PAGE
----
B.C. groups divided by Trudeau’s ‘assault-style’ firearms ban

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Prime Minister Justin Trudeau’s immediate ban on “assault-style” firearms is being praised by a Vancouver-based anti-violence group as a “long overdue” step that will help save potential victims, but denounced by gun clubs in Abbotsford and Prince George as a “disgusting,” wrong-headed approach to public safety.

Trudeau unveiled cabinet orders on Friday prohibiting approximately 1,500 types of guns, including future variants, as well as other gun components. The federal government tied the policy shift to a range of incentives, from cracking down on “gun violence” to ending the “militarization” of society to enacting “feminist” ideas.

“With each passing year, more families are ripped apart by tragedy. More parents are struggling to explain the inexplicable to their kids and more teenagers are growing up in a world where gun violence is normalized,” Trudeau said during a press conference in Ottawa. “It needs to stop.”

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Licensed owners of the banned guns will no longer be able to use them, whether that be for hunting, shooting sports, target practice at a gun range or selling or transferring to another owner. There is an exception in the new rules for Indigenous people exercising their constitutional hunting rights, as well as for those who hunt for food.

The government put in place a two-year amnesty period for owners of the newly banned guns to protect them from criminal liability until April 30, 2022, and is promising to table legislation in the future to implement a buyback program.

‘This is a long time coming’

For Tracy Porteous, executive director of the Ending Violence Association of British Columbia, “this is a long time coming.”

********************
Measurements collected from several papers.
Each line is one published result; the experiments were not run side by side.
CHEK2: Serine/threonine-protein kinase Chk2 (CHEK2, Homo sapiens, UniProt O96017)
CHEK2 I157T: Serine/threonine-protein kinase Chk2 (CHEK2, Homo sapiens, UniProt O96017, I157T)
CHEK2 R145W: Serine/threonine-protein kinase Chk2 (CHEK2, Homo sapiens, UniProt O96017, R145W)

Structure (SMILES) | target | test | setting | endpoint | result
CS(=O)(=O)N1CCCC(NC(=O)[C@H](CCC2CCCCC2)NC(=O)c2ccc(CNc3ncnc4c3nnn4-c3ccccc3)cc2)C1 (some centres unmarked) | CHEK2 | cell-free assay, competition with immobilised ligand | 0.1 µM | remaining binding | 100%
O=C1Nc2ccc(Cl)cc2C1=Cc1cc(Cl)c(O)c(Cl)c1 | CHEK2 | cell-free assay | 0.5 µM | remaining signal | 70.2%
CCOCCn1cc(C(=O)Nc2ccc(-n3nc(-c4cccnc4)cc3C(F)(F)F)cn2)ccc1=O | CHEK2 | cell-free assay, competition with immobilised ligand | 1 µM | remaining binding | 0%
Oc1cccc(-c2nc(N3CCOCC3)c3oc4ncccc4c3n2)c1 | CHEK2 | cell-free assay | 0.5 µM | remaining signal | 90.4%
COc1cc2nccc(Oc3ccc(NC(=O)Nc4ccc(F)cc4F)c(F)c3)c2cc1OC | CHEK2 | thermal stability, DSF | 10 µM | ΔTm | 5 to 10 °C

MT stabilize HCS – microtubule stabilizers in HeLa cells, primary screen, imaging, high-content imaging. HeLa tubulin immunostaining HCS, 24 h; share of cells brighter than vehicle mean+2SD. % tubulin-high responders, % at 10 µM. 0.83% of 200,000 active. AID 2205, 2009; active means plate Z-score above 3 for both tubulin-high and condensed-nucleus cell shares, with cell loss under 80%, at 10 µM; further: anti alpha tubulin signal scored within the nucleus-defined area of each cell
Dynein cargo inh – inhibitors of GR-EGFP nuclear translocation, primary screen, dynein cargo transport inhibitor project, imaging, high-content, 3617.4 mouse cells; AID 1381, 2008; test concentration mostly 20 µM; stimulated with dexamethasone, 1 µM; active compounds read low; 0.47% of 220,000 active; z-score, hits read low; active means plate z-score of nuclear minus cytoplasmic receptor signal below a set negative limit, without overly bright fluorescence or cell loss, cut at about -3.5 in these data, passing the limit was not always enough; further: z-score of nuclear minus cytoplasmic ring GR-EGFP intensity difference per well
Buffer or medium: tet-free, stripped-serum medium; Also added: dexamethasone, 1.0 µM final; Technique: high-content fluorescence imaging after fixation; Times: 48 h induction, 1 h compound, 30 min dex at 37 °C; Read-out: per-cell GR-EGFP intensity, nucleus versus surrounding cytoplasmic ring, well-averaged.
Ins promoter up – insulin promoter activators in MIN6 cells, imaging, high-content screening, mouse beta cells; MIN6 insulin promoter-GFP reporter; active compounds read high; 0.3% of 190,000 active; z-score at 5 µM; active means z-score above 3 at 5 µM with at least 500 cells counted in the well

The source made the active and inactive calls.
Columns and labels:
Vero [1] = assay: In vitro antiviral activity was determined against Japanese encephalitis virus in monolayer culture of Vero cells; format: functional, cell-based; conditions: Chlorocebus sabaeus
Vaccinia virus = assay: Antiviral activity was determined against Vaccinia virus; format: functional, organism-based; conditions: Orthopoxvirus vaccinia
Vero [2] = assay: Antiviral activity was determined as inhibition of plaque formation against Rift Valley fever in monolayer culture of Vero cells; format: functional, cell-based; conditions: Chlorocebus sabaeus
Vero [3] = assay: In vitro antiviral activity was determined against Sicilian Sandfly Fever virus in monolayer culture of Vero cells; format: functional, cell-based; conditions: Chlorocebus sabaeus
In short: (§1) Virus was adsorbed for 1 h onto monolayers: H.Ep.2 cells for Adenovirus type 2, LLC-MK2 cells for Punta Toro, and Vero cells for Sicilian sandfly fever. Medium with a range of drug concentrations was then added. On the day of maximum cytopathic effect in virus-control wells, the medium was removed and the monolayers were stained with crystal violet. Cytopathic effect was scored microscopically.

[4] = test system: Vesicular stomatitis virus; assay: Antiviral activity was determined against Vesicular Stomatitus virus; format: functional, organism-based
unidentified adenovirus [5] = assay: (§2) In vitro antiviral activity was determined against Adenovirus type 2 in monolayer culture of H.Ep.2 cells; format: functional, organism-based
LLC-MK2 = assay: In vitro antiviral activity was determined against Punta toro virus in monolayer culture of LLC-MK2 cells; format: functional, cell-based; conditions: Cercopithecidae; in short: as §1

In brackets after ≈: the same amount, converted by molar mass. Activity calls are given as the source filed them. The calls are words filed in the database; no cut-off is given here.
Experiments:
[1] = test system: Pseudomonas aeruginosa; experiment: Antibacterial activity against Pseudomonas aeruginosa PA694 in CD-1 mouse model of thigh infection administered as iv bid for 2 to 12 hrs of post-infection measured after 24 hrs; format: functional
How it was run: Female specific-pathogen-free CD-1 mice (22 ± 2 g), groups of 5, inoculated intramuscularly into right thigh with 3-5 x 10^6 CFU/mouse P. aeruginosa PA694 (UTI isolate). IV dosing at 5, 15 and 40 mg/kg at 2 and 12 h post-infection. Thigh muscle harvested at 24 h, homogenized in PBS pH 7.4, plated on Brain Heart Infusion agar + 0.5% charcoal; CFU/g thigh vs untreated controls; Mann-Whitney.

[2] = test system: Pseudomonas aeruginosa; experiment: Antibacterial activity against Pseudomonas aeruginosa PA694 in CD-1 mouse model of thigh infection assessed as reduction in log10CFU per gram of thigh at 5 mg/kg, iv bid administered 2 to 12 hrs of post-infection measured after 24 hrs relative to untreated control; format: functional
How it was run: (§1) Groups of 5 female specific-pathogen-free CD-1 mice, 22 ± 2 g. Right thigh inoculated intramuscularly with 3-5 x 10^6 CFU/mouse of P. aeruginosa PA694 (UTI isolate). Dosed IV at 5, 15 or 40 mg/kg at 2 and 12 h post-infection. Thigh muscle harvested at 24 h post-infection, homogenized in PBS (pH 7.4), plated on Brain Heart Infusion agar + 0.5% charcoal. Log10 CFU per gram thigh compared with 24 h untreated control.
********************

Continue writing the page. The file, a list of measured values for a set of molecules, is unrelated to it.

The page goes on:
Porteous said one of the top risk factors identified by the B.C. coroner during its investigations into domestic violence has been access to weapons, and a quarter of all domestic-violence homicides are committed using guns.

“So there’s a direct and dangerous correlation between domestic violence and gun violence,” Porteous said.

“This big step in nationwide gun control is long overdue, and hopefully will foster an atmosphere here in B.C. that will help keep potential victims of gender-based violence out of harm’s way.”

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In his remarks, Trudeau raised the spectre of mass shootings, such as at École Polytechnique in 1989 when 14 women were killed; at a Quebec City mosque in 2017 where six were killed; and last week in Nova Scotia, in the deadliest mass shooting in Canada’s history, leaving 22 people dead.

Porteous also noted the Nova Scotia and École Polytechnique shootings, saying “any gun-control efforts are important steps toward lowering the rate of gender-based violence, both provincially and federally.”

Deputy Prime Minister Chrystia Freeland said that during the coronavirus pandemic, there has been a rise in gender-based and domestic violence, including a 300 per cent rise in calls to B.C.’s Battered Women’s Support Services. “In saying no to assault-style weapons, we are putting feminist ideas into practice,” she said.

‘Clubs are members of the community’

For Andrew Tomlinson, president of the Prince George Rod and Gun Club, the new rules make no sense.

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He said the list of banned guns “has been built with emotion” and focuses government energy on the types of guns that people own, and on legal gun owners, rather than targeting crime or bolstering mental-health support.